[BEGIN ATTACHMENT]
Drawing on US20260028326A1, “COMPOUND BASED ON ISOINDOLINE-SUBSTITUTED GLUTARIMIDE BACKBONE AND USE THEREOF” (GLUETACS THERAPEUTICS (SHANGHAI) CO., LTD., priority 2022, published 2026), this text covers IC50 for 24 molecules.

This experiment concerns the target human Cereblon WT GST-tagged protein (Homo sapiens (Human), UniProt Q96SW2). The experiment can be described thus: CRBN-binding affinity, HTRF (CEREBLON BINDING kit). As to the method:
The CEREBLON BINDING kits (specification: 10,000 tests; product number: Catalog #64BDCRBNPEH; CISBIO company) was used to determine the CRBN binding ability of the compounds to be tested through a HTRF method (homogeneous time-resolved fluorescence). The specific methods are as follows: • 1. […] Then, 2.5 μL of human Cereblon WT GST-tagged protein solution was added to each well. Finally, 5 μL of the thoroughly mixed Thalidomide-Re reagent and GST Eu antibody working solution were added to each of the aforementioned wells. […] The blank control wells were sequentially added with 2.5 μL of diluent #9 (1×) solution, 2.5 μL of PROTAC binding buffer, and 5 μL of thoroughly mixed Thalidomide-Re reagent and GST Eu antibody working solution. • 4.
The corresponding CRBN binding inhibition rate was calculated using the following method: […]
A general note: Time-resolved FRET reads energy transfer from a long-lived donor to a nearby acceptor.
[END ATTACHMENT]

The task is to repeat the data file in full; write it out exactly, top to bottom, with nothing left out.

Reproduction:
Drawing on US20260028326A1, “COMPOUND BASED ON ISOINDOLINE-SUBSTITUTED GLUTARIMIDE BACKBONE AND USE THEREOF” (GLUETACS THERAPEUTICS (SHANGHAI) CO., LTD., priority 2022, published 2026), this text covers IC50 for 24 molecules.

This experiment concerns the target human Cereblon WT GST-tagged protein (Homo sapiens (Human), UniProt Q96SW2). The experiment can be described thus: CRBN-binding affinity, HTRF (CEREBLON BINDING kit). As to the method:
The CEREBLON BINDING kits (specification: 10,000 tests; product number: Catalog #64BDCRBNPEH; CISBIO company) was used to determine the CRBN binding ability of the compounds to be tested through a HTRF method (homogeneous time-resolved fluorescence). The specific methods are as follows: • 1. […] Then, 2.5 μL of human Cereblon WT GST-tagged protein solution was added to each well. Finally, 5 μL of the thoroughly mixed Thalidomide-Re reagent and GST Eu antibody working solution were added to each of the aforementioned wells. […] The blank control wells were sequentially added with 2.5 μL of diluent #9 (1×) solution, 2.5 μL of PROTAC binding buffer, and 5 μL of thoroughly mixed Thalidomide-Re reagent and GST Eu antibody working solution. • 4.
The corresponding CRBN binding inhibition rate was calculated using the following method: […]
A general note: Time-resolved FRET reads energy transfer from a long-lived donor to a nearby acceptor.